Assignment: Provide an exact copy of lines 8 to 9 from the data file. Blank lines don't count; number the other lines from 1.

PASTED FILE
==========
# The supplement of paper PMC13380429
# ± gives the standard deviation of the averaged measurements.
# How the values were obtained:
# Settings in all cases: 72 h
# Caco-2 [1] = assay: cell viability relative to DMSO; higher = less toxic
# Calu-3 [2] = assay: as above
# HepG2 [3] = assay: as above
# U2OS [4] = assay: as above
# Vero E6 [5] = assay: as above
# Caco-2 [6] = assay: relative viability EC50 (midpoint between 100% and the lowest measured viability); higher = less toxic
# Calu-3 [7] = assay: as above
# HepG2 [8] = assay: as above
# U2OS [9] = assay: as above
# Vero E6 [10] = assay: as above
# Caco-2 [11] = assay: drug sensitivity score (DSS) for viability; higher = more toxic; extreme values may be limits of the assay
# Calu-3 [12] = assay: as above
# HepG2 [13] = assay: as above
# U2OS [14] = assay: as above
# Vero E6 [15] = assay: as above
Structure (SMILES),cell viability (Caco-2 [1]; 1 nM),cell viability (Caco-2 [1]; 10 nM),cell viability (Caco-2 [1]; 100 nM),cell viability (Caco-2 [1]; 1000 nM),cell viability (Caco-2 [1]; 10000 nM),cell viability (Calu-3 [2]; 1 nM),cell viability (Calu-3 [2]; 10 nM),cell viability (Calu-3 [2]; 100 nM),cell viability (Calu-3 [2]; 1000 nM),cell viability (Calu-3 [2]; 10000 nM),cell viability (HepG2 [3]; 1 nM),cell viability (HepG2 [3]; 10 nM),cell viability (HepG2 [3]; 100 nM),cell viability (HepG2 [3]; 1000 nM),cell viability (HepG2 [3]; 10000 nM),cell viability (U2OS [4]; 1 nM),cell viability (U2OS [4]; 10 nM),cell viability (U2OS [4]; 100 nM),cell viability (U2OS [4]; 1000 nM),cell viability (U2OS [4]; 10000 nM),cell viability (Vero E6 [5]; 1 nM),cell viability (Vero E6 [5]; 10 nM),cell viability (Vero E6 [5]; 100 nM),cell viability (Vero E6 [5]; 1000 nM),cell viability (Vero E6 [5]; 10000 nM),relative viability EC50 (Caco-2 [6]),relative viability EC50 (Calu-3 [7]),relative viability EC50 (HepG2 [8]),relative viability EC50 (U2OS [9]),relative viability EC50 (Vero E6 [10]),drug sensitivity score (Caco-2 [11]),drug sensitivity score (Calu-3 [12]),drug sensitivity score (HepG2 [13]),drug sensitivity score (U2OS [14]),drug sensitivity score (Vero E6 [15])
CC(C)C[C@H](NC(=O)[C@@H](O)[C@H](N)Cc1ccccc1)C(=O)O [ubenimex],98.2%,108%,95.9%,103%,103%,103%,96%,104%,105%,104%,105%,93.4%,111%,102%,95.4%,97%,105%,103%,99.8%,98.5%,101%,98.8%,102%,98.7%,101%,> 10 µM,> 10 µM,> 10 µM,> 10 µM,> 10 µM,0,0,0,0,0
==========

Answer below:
# U2OS [4] = assay: as above
# Vero E6 [5] = assay: as above